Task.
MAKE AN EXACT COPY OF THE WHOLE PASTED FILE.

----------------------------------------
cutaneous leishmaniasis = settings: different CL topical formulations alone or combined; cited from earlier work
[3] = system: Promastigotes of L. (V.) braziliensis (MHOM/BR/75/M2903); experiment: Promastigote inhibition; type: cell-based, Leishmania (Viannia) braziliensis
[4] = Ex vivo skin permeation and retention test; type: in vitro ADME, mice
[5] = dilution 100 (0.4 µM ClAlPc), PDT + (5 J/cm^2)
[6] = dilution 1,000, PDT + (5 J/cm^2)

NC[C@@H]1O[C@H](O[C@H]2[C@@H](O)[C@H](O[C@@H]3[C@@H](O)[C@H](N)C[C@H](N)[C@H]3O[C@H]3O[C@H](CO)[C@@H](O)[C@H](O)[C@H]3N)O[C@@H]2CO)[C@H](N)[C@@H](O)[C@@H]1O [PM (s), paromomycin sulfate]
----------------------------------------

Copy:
cutaneous leishmaniasis = settings: different CL topical formulations alone or combined; cited from earlier work
[3] = system: Promastigotes of L. (V.) braziliensis (MHOM/BR/75/M2903); experiment: Promastigote inhibition; type: cell-based, Leishmania (Viannia) braziliensis
[4] = Ex vivo skin permeation and retention test; type: in vitro ADME, mice
[5] = dilution 100 (0.4 µM ClAlPc), PDT + (5 J/cm^2)
[6] = dilution 1,000, PDT + (5 J/cm^2)

NC[C@@H]1O[C@H](O[C@H]2[C@@H](O)[C@H](O[C@@H]3[C@@H](O)[C@H](N)C[C@H](N)[C@H]3O[C@H]3O[C@H](CO)[C@@H](O)[C@H](O)[C@H]3N)O[C@@H]2CO)[C@H](N)[C@@H](O)[C@@H]1O [PM (s), paromomycin sulfate]